New Developments and ChallengesPlural component technology is the answer for many industrial finishers’ needs; however, challenges still remain. On the materials side, the epoxy amine systems pose somewhat of a toxicity issue, so formulators have developed non-amine based products. These newer products might not provide the same chemical resistance as the amine types, but they offer a vast improvement in outdoor durability. Don Cassil, the director of design engineering for Sherwin-Williams, reports that a push is being made in the industry toward lower VOCs and non-isocyanate technology. A number of waterborne and water reducible technologies have recently emerged and are gaining a foothold in many markets, especially for military applications such chemical agent resistant coatings (CARCs).
Proportioning technology also continues to improve. Electronic metering systems have become more sophisticated and more robust and are now able to handle highly filled materials without premature wear. Material flow is easier to manage and monitor. Reduction of waste is also a priority. Cassil says that equipment makers are developing devices that will eliminate the last little bit of waste between the mixing block and the gun tip.
Some of the strongest trends involve automation, reports Kevin Jagielski, Graco’s worldwide marketing manager. He remarks, “As the Asian markets continue to grow, North American finishers need to be more productive by controlling costs and improving quality.” Some of the latest equipment advances address these issues with more precise ratio monitoring and more efficient flushing technology. The flushing technology is most critical with the color changes involved with some of the newer waterborne materials.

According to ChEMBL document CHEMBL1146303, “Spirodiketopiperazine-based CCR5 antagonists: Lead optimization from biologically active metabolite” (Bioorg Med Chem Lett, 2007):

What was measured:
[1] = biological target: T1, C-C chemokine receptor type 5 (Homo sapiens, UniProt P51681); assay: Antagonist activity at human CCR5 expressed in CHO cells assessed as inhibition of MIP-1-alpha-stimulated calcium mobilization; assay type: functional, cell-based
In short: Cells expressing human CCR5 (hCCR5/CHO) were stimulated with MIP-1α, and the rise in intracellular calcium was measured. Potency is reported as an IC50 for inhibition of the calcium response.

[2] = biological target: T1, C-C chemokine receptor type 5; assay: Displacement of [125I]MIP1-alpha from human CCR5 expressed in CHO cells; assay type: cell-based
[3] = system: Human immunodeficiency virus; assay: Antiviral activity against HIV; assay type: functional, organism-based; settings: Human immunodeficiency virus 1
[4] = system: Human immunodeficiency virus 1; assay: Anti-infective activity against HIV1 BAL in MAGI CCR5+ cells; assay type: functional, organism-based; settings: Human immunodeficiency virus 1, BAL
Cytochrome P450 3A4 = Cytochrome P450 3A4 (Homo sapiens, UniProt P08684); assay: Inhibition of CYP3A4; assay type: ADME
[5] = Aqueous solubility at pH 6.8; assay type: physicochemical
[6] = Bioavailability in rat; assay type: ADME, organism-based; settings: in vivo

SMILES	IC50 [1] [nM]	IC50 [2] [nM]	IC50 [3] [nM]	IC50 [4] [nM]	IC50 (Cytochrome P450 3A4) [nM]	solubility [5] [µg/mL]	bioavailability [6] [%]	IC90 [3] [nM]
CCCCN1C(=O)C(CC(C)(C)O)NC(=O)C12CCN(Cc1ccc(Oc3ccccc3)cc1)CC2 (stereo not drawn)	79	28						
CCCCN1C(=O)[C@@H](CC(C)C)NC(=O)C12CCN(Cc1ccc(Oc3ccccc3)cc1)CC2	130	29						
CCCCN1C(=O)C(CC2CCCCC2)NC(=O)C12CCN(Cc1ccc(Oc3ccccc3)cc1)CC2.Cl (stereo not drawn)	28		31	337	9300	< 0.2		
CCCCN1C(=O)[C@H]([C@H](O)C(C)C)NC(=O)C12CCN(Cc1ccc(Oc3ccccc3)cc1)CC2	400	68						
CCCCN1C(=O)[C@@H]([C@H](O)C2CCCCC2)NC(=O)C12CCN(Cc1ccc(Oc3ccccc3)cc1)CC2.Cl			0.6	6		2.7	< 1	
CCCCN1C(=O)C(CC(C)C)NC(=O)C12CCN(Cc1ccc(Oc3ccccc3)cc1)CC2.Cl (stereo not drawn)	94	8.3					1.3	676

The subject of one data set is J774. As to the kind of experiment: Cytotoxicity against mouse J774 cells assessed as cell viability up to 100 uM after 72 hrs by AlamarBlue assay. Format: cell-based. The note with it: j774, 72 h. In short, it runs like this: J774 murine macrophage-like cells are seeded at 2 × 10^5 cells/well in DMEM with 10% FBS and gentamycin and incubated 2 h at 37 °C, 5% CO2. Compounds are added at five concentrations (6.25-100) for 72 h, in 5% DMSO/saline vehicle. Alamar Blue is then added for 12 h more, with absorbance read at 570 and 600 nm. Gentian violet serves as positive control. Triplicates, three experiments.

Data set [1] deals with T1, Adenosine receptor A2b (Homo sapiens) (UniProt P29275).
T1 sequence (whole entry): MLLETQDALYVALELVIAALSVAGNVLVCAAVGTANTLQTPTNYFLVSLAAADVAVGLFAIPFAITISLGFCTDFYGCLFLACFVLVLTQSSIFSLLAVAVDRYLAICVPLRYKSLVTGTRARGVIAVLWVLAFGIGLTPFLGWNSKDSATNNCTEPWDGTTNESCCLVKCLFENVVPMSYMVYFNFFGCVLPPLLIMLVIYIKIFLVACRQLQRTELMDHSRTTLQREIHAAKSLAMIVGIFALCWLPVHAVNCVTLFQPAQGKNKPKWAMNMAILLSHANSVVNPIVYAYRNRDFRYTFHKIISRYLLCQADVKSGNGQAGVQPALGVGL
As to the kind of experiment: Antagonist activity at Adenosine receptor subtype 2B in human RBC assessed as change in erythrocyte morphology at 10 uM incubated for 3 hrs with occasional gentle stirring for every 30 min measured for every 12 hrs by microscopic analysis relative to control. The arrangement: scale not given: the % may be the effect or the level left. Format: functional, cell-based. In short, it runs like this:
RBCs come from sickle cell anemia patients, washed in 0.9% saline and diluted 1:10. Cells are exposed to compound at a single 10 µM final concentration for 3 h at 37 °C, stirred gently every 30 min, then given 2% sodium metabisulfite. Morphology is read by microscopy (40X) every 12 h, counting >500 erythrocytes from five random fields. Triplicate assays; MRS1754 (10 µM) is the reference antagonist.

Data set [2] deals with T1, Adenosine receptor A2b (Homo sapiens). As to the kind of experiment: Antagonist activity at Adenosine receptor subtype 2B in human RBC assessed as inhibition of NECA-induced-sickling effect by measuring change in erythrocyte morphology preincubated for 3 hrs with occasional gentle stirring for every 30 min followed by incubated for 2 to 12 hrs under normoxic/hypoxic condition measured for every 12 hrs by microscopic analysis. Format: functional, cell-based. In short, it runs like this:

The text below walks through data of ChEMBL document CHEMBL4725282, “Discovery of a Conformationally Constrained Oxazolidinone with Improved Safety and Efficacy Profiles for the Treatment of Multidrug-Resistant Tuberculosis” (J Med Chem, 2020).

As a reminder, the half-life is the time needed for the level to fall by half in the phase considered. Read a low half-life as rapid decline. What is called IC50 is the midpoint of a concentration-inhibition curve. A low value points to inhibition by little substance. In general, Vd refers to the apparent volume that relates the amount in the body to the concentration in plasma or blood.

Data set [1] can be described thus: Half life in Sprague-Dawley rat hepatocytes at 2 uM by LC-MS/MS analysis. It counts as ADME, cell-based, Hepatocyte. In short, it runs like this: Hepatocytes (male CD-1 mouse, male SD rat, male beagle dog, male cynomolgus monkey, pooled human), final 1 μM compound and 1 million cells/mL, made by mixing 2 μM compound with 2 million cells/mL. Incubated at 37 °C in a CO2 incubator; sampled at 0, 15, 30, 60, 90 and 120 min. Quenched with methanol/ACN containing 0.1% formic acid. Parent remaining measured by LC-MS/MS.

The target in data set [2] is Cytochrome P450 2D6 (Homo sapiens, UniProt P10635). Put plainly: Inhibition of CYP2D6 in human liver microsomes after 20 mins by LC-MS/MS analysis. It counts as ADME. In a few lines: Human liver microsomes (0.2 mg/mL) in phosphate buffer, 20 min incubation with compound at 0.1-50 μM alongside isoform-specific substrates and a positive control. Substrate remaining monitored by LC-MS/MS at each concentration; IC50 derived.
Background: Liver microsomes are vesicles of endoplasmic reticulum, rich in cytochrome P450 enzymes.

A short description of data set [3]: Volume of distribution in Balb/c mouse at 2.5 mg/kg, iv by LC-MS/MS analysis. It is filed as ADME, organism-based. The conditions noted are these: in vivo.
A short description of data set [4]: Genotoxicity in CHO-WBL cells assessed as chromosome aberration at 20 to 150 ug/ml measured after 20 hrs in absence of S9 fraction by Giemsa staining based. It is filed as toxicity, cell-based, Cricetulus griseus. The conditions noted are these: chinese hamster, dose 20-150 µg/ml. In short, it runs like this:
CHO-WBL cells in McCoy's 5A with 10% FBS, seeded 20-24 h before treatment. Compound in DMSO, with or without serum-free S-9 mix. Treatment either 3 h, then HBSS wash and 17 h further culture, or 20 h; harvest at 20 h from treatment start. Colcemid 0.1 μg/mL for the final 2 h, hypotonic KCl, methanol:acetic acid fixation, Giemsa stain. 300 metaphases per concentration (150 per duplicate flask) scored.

User interfaces have significantly improved, allowing better monitoring of material flow and proportioning. They also have routines that allow for self-diagnosis of material delivery issues.
Probably the biggest equipment challenge looming on the horizon is the high capital cost associated with the more sophisticated units. Most equipment is manufactured either in the U.S. or Western Europe. A basic entry-level system can cost as little as $6,000, whereas a complex automated plural component finishing line commands upwards of $500,000. A strong potential for offshore manufacture exists, in spite of the latest technology being protected by recent patents. The biggest deterrent to this development is the question of quality and local service.
Plural component finishing technology offers high performance, fast cure at ambient and below temperatures, and a vast array of chemistries to meet virtually any coating specification. Expect its share of the industrial coatings market to remain stable and to grow as the economy prospers.